The Lessons of CATIE
By Jonathan Scheff
The landmark study found that older antipsychotics were just as effective as newer ones. Is anyone listening?

When the results of the Clinical Antipsychotic Trials of Intervention Effectiveness (CATIE) were published in 2005, researchers presented clinicians with a surprise: Doctors had thought that second-generation, or atypical, antipsychotic medications were more effective, and produced fewer extrapyramidal side effects, such as tremors, rigidity, restlessness, and tardive dyskinesia, than their predecessors. However, the National Institute of Mental Health study found no significant difference between the generations in terms of efficacy, and only small differences in terms of side-effect profiles (NEJM, 353:1209-23, 2005).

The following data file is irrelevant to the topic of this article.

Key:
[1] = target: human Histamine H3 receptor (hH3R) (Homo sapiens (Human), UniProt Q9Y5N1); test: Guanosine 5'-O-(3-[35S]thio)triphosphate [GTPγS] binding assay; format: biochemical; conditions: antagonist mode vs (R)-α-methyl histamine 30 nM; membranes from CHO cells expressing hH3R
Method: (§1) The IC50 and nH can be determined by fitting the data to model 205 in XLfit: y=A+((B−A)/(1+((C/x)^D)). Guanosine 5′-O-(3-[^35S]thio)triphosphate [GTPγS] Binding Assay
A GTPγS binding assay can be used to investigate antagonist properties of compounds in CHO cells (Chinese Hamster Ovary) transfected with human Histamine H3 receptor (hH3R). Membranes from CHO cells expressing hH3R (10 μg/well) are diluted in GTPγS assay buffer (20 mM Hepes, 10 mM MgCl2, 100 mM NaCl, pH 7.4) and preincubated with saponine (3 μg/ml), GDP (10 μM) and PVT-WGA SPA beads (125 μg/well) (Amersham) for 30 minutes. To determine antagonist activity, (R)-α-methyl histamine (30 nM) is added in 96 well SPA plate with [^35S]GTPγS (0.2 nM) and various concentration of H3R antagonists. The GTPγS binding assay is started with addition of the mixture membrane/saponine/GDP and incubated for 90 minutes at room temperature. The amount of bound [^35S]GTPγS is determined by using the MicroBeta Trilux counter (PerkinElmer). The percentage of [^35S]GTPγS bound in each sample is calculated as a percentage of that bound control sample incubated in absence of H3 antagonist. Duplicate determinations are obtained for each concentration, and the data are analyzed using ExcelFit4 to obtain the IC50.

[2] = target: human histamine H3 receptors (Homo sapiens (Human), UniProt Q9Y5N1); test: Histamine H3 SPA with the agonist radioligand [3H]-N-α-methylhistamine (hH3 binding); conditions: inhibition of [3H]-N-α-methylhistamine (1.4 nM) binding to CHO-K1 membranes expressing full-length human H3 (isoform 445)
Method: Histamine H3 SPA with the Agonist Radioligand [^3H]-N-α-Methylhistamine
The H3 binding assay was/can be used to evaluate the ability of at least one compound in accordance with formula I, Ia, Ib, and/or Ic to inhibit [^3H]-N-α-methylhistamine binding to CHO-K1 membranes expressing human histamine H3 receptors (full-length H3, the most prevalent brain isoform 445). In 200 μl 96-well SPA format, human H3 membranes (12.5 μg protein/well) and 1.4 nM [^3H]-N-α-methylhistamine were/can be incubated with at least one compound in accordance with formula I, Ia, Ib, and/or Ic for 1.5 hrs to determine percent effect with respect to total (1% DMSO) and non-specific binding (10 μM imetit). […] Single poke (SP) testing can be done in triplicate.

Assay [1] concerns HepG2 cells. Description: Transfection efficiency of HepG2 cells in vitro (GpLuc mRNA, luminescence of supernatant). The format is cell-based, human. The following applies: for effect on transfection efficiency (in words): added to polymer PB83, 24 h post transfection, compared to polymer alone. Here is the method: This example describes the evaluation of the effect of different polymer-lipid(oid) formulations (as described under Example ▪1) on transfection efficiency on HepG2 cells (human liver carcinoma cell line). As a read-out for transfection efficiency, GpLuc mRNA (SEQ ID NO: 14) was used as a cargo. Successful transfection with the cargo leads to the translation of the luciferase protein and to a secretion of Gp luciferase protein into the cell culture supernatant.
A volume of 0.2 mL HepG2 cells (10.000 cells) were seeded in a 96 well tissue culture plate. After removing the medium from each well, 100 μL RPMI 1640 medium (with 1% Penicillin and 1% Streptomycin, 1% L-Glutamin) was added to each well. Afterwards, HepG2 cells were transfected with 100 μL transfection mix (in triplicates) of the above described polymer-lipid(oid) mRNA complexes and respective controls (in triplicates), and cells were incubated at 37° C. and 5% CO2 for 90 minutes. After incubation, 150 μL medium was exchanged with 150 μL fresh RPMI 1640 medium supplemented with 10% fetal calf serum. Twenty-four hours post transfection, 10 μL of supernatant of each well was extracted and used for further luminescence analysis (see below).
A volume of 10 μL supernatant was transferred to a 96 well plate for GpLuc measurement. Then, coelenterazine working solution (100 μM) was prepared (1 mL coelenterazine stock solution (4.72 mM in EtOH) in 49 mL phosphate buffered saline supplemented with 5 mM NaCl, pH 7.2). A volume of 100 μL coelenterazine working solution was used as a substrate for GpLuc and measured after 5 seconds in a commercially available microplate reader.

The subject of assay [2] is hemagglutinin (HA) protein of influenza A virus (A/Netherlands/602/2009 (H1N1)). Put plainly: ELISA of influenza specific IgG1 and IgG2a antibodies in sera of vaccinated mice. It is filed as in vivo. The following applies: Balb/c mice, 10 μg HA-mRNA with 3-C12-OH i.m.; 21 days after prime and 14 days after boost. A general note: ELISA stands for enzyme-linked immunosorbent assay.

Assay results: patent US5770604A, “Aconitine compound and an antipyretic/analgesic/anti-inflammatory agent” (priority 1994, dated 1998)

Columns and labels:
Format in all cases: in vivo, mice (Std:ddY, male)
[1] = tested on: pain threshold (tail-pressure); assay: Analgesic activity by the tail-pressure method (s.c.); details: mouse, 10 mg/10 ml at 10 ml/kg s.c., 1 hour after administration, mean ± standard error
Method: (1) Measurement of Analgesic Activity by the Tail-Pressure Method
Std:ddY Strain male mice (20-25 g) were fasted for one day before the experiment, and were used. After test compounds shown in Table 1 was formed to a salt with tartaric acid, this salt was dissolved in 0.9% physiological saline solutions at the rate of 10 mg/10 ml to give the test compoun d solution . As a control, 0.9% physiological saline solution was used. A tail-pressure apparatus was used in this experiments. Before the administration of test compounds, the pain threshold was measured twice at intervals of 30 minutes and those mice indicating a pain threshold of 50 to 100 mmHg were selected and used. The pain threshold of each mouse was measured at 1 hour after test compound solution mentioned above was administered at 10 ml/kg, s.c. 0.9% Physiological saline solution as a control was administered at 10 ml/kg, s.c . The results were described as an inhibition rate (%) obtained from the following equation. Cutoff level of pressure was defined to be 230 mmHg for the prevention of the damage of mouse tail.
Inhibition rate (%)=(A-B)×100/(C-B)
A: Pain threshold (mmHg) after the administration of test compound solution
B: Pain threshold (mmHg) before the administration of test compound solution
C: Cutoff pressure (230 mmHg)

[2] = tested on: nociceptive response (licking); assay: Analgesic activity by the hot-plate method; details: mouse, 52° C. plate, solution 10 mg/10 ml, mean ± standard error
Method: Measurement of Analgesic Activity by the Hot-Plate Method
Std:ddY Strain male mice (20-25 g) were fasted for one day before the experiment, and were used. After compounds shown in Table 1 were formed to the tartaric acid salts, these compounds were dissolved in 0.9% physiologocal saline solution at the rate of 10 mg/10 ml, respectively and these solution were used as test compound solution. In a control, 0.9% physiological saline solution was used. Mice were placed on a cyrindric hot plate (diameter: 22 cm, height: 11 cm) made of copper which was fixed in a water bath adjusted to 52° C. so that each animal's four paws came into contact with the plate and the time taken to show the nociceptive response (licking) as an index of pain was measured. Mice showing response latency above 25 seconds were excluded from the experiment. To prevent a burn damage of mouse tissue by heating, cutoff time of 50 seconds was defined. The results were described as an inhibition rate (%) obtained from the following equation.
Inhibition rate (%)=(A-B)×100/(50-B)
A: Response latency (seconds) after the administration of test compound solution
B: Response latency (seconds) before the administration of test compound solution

For example, patients discontinued olanzapine, an atypical antipsychotic, and perphenazine, a typical antipsychotic, at the same rate due to...

Interested in reading more?

Magaizne Cover

Become a Member of

Receive full access to digital editions of The Scientist, as well as TS Digest, feature stories, more than 35 years of archives, and much more!
Already a member?